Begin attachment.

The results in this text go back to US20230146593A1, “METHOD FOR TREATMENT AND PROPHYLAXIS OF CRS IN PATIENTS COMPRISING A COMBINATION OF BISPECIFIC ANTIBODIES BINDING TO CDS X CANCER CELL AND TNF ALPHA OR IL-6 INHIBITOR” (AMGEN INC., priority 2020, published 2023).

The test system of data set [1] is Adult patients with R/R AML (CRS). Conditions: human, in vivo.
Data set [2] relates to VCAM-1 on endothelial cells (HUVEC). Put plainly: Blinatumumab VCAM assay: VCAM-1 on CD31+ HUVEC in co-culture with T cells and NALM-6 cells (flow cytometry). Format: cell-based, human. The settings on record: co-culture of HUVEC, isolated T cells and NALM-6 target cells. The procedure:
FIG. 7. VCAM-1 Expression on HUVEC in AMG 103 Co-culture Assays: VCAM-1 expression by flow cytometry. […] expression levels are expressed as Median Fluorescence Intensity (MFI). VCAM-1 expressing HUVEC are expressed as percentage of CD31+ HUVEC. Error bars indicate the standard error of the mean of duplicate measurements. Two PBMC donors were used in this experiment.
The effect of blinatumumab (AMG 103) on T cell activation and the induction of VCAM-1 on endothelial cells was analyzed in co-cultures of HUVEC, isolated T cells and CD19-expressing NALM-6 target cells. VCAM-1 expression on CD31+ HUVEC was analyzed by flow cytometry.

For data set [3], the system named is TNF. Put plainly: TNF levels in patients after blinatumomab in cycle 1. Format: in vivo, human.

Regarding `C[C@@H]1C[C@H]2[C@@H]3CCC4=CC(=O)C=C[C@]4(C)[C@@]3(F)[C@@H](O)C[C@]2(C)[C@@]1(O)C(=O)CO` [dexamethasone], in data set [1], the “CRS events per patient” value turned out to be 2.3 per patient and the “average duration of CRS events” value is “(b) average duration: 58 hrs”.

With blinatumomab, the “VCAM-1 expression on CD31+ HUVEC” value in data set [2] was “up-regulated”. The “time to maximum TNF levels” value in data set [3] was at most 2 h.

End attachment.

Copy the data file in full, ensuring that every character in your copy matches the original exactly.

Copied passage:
The results in this text go back to US20230146593A1, “METHOD FOR TREATMENT AND PROPHYLAXIS OF CRS IN PATIENTS COMPRISING A COMBINATION OF BISPECIFIC ANTIBODIES BINDING TO CDS X CANCER CELL AND TNF ALPHA OR IL-6 INHIBITOR” (AMGEN INC., priority 2020, published 2023).

The test system of data set [1] is Adult patients with R/R AML (CRS). Conditions: human, in vivo.
Data set [2] relates to VCAM-1 on endothelial cells (HUVEC). Put plainly: Blinatumumab VCAM assay: VCAM-1 on CD31+ HUVEC in co-culture with T cells and NALM-6 cells (flow cytometry). Format: cell-based, human. The settings on record: co-culture of HUVEC, isolated T cells and NALM-6 target cells. The procedure:
FIG. 7. VCAM-1 Expression on HUVEC in AMG 103 Co-culture Assays: VCAM-1 expression by flow cytometry. […] expression levels are expressed as Median Fluorescence Intensity (MFI). VCAM-1 expressing HUVEC are expressed as percentage of CD31+ HUVEC. Error bars indicate the standard error of the mean of duplicate measurements. Two PBMC donors were used in this experiment.
The effect of blinatumumab (AMG 103) on T cell activation and the induction of VCAM-1 on endothelial cells was analyzed in co-cultures of HUVEC, isolated T cells and CD19-expressing NALM-6 target cells. VCAM-1 expression on CD31+ HUVEC was analyzed by flow cytometry.

For data set [3], the system named is TNF. Put plainly: TNF levels in patients after blinatumomab in cycle 1. Format: in vivo, human.

Regarding `C[C@@H]1C[C@H]2[C@@H]3CCC4=CC(=O)C=C[C@]4(C)[C@@]3(F)[C@@H](O)C[C@]2(C)[C@@]1(O)C(=O)CO` [dexamethasone], in data set [1], the “CRS events per patient” value turned out to be 2.3 per patient and the “average duration of CRS events” value is “(b) average duration: 58 hrs”.

With blinatumomab, the “VCAM-1 expression on CD31+ HUVEC” value in data set [2] was “up-regulated”. The “time to maximum TNF levels” value in data set [3] was at most 2 h.